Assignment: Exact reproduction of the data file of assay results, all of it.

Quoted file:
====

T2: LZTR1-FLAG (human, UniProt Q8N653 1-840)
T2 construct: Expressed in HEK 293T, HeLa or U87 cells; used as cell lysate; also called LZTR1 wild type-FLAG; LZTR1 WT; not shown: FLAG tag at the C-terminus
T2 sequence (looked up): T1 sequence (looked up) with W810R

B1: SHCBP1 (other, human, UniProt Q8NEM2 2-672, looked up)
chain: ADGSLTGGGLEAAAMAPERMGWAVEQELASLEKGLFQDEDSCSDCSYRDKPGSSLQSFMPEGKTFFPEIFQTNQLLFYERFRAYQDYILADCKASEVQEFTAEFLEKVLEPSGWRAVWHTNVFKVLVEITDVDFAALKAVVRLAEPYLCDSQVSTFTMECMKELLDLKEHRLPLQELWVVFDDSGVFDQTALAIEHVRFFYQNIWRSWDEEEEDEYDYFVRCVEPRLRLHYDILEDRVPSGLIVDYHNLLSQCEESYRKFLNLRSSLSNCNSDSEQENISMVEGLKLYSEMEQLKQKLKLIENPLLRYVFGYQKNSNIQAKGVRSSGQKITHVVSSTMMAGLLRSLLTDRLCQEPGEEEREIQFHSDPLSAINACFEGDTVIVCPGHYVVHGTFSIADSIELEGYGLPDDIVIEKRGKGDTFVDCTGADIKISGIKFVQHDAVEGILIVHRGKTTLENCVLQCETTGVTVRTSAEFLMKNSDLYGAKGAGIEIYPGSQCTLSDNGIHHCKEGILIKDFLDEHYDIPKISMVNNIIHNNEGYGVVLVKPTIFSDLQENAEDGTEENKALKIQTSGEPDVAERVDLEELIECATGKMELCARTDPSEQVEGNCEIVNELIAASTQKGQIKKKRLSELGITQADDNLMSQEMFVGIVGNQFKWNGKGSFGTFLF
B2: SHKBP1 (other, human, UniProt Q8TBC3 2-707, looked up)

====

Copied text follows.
T2: LZTR1-FLAG (human, UniProt Q8N653 1-840)
T2 construct: Expressed in HEK 293T, HeLa or U87 cells; used as cell lysate; also called LZTR1 wild type-FLAG; LZTR1 WT; not shown: FLAG tag at the C-terminus
T2 sequence (looked up): T1 sequence (looked up) with W810R

B1: SHCBP1 (other, human, UniProt Q8NEM2 2-672, looked up)
chain: ADGSLTGGGLEAAAMAPERMGWAVEQELASLEKGLFQDEDSCSDCSYRDKPGSSLQSFMPEGKTFFPEIFQTNQLLFYERFRAYQDYILADCKASEVQEFTAEFLEKVLEPSGWRAVWHTNVFKVLVEITDVDFAALKAVVRLAEPYLCDSQVSTFTMECMKELLDLKEHRLPLQELWVVFDDSGVFDQTALAIEHVRFFYQNIWRSWDEEEEDEYDYFVRCVEPRLRLHYDILEDRVPSGLIVDYHNLLSQCEESYRKFLNLRSSLSNCNSDSEQENISMVEGLKLYSEMEQLKQKLKLIENPLLRYVFGYQKNSNIQAKGVRSSGQKITHVVSSTMMAGLLRSLLTDRLCQEPGEEEREIQFHSDPLSAINACFEGDTVIVCPGHYVVHGTFSIADSIELEGYGLPDDIVIEKRGKGDTFVDCTGADIKISGIKFVQHDAVEGILIVHRGKTTLENCVLQCETTGVTVRTSAEFLMKNSDLYGAKGAGIEIYPGSQCTLSDNGIHHCKEGILIKDFLDEHYDIPKISMVNNIIHNNEGYGVVLVKPTIFSDLQENAEDGTEENKALKIQTSGEPDVAERVDLEELIECATGKMELCARTDPSEQVEGNCEIVNELIAASTQKGQIKKKRLSELGITQADDNLMSQEMFVGIVGNQFKWNGKGSFGTFLF
B2: SHKBP1 (other, human, UniProt Q8TBC3 2-707, looked up)